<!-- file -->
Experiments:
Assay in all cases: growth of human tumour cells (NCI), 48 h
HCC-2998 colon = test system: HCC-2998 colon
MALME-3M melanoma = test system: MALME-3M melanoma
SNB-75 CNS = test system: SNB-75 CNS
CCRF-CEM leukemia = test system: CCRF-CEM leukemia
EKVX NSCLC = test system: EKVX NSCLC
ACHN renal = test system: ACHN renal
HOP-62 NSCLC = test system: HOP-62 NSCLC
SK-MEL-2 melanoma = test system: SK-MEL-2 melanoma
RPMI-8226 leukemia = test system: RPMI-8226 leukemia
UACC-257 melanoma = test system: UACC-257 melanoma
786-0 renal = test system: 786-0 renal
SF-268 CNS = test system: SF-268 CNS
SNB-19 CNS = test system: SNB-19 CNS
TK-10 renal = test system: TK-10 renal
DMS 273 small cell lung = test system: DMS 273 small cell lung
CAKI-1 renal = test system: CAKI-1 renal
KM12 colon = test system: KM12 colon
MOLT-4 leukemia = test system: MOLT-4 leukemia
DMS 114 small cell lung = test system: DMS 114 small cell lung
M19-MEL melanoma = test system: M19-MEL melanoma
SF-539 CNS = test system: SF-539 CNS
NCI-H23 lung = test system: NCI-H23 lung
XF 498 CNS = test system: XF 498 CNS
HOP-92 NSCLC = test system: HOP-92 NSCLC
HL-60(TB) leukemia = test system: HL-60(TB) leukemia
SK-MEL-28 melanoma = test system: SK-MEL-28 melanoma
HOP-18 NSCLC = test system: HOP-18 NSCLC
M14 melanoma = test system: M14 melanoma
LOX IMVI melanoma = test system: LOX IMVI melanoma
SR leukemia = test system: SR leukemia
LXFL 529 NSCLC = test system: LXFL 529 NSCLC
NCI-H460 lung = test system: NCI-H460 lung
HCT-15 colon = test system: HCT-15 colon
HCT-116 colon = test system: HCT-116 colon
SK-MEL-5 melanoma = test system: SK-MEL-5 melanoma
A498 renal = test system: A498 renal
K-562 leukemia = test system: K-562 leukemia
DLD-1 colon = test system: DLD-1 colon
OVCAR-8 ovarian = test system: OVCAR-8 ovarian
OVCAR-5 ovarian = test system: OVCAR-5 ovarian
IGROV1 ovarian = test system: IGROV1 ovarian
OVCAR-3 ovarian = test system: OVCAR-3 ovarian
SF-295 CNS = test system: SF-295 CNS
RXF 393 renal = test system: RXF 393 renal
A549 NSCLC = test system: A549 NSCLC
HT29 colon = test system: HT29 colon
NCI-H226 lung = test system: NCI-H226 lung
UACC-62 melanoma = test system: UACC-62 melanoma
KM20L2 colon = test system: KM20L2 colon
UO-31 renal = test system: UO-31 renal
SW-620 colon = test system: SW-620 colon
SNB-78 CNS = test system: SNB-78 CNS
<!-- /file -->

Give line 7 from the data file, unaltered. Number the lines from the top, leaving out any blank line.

EKVX NSCLC = test system: EKVX NSCLC